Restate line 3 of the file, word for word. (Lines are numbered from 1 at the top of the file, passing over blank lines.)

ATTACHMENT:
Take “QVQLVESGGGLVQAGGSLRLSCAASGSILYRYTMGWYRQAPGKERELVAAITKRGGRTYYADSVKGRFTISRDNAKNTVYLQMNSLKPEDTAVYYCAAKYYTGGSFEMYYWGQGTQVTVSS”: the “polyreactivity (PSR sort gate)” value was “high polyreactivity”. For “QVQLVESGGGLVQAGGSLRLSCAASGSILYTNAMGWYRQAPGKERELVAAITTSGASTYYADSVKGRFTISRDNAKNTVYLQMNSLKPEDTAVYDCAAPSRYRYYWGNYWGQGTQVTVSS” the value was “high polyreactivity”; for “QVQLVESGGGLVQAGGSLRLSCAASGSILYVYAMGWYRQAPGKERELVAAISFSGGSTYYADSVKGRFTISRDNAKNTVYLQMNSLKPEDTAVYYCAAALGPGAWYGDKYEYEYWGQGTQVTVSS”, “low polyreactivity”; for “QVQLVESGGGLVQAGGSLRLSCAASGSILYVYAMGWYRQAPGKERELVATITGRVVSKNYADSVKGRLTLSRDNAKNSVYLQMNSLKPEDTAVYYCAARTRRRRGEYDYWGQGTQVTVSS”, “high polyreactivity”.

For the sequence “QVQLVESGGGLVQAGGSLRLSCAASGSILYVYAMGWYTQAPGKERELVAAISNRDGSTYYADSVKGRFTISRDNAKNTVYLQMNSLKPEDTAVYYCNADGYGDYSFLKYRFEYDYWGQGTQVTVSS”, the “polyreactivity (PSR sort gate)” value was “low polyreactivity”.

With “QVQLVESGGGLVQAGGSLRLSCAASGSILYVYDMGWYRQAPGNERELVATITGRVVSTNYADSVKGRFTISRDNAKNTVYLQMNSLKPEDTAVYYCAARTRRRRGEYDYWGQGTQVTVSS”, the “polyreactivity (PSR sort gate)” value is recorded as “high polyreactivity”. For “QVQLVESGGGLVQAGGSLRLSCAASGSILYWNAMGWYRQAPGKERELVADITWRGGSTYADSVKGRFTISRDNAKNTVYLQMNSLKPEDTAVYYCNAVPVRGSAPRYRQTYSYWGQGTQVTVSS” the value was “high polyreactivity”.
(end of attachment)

With “QVQLVESGGGLVQAGGSLRLSCAASGSILYVYDMGWYRQAPGNERELVATITGRVVSTNYADSVKGRFTISRDNAKNTVYLQMNSLKPEDTAVYYCAARTRRRRGEYDYWGQGTQVTVSS”, the “polyreactivity (PSR sort gate)” value is recorded as “high polyreactivity”. For “QVQLVESGGGLVQAGGSLRLSCAASGSILYWNAMGWYRQAPGKERELVADITWRGGSTYADSVKGRFTISRDNAKNTVYLQMNSLKPEDTAVYYCNAVPVRGSAPRYRQTYSYWGQGTQVTVSS” the value was “high polyreactivity”.